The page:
Color Spaces & Printer Profiles Revealed
Crayon color choices have some important similarities to how color spaces are defined and used
If you create images for web publications or other media that will be displayed primarily on a computer monitor (slideshows, screensavers, etc.), you're better off using sRGB. Typical computer monitors can't display some of the colors that are found in Adobe RGB, but they can display all sRGB colors. By the same token, if you plan to send your images to one of the generic online printing services, shoot in sRGB—or better still, shoot in Adobe RGB and convert them to sRGB before you upload them. sRGB is the color space that online printers are expecting. If you submit Adobe RGB images to an online lab, the prints may appear washed out because some of the intermediate colors are "missing" and have been "replaced" with colors that the printer can't reproduce.
Calibrating your color monitor will make your colors more consistent and make it easier to get a good print. Calibration is much easier than it sounds. Yes, it's possible to process color images without going through this procedure, but unless your display is calibrated, you're literally guessing at what the final outcome will be.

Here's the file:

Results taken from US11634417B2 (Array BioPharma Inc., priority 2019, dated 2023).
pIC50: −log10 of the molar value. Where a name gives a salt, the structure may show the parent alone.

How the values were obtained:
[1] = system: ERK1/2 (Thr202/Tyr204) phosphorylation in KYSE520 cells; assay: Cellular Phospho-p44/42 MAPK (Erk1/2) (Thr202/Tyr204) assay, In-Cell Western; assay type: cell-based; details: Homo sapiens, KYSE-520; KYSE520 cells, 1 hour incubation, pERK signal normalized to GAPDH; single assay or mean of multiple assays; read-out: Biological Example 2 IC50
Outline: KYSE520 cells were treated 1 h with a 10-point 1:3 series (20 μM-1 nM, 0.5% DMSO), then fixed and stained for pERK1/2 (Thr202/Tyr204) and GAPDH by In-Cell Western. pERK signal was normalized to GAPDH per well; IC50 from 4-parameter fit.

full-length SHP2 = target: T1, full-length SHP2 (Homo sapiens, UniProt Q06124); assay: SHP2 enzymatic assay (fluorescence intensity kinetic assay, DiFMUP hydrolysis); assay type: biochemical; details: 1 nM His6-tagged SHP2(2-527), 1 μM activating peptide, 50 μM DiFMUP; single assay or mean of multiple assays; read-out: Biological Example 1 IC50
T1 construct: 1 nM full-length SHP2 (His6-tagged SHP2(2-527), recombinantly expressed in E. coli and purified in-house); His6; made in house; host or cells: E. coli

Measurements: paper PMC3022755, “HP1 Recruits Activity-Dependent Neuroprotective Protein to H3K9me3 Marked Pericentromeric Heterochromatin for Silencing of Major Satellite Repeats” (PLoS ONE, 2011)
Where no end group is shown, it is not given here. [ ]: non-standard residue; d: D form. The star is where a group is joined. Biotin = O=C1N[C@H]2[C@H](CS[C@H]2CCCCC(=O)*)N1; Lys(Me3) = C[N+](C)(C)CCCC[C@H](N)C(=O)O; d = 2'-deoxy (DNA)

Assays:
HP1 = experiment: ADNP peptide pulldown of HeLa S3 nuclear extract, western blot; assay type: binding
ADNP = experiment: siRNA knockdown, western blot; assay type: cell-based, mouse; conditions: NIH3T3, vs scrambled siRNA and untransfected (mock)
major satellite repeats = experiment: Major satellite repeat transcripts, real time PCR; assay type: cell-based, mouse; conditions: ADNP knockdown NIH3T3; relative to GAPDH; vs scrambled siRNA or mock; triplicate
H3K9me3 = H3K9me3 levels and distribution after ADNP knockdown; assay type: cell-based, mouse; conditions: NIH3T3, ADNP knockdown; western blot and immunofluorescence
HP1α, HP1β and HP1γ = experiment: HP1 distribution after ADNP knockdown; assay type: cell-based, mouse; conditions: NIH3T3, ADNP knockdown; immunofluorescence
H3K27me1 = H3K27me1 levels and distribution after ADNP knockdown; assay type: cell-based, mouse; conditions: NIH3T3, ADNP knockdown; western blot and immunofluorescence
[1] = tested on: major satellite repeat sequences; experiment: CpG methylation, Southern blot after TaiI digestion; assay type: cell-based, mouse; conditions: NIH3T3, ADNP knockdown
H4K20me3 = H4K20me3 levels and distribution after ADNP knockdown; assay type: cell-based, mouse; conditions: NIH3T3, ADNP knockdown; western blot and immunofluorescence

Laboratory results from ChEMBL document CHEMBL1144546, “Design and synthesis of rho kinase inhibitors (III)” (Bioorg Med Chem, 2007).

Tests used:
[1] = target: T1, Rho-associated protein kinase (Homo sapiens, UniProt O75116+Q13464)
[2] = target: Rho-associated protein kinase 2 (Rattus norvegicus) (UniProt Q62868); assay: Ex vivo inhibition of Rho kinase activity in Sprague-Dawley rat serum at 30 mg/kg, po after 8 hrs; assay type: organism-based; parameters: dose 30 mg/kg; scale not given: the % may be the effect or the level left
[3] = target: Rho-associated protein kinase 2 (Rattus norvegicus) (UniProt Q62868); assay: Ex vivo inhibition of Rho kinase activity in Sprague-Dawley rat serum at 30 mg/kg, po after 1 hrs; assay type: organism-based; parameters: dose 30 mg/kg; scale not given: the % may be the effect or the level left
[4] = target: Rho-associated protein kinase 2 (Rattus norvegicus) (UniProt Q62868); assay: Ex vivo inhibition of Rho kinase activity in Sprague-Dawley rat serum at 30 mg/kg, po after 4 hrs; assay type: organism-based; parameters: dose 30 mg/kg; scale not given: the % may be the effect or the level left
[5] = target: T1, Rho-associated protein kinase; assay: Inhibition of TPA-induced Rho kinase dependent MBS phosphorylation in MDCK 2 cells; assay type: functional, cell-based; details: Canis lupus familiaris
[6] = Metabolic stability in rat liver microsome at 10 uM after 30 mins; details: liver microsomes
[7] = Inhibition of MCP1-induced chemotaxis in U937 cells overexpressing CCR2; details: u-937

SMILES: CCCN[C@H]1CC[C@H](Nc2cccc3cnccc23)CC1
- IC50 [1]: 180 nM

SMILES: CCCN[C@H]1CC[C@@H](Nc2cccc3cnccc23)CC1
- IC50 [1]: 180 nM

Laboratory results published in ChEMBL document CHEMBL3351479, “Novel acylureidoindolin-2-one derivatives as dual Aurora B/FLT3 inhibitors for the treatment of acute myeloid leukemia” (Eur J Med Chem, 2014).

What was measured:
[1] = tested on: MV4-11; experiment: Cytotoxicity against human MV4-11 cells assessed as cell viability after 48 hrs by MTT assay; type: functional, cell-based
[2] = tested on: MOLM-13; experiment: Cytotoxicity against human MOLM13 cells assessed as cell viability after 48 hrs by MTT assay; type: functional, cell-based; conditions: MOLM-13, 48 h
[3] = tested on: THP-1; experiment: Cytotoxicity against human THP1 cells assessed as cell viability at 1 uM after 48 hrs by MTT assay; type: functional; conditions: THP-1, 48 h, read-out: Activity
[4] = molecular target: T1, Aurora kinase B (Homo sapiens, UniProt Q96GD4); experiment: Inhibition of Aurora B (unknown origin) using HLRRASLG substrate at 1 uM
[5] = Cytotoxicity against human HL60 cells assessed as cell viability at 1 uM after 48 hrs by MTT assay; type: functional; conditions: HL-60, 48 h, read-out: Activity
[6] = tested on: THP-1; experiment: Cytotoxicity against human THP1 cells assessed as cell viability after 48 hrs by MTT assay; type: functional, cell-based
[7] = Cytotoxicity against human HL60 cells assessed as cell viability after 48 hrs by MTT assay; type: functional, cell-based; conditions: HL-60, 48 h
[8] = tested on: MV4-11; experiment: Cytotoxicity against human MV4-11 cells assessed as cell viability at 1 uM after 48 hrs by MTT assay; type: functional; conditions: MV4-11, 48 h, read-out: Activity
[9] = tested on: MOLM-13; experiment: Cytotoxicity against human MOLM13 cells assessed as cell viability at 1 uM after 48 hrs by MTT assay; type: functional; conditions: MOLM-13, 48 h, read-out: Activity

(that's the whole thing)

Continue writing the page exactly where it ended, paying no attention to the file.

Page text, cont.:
On the other hand, if you make inkjet prints on your desktop, or if you shoot for commercial publication, you can take advantage of the wider gamut and shoot in Adobe RGB. Many of today's multi-ink photo printers can produce all of the colors found in Adobe RGB-and more. In particular, colors that range toward cyan—certain blues and greens—are better represented in Adobe RGB color space. Potentially, nearly any image that contains sky, water or foliage will be more faithfully reproduced.
After editing in Adobe RGB (or sRGB, for that matter), you're ready to create great prints, right? Almost. Regardless of which color space setting you use when you capture your images, you can't control the appearance of the printed output unless your computer communicates the color information correctly to the printer. Fortunately, there's a standardized way to do so. ICC color profiles describe how a particular device reproduces color—it's essentially a map of the device's color space.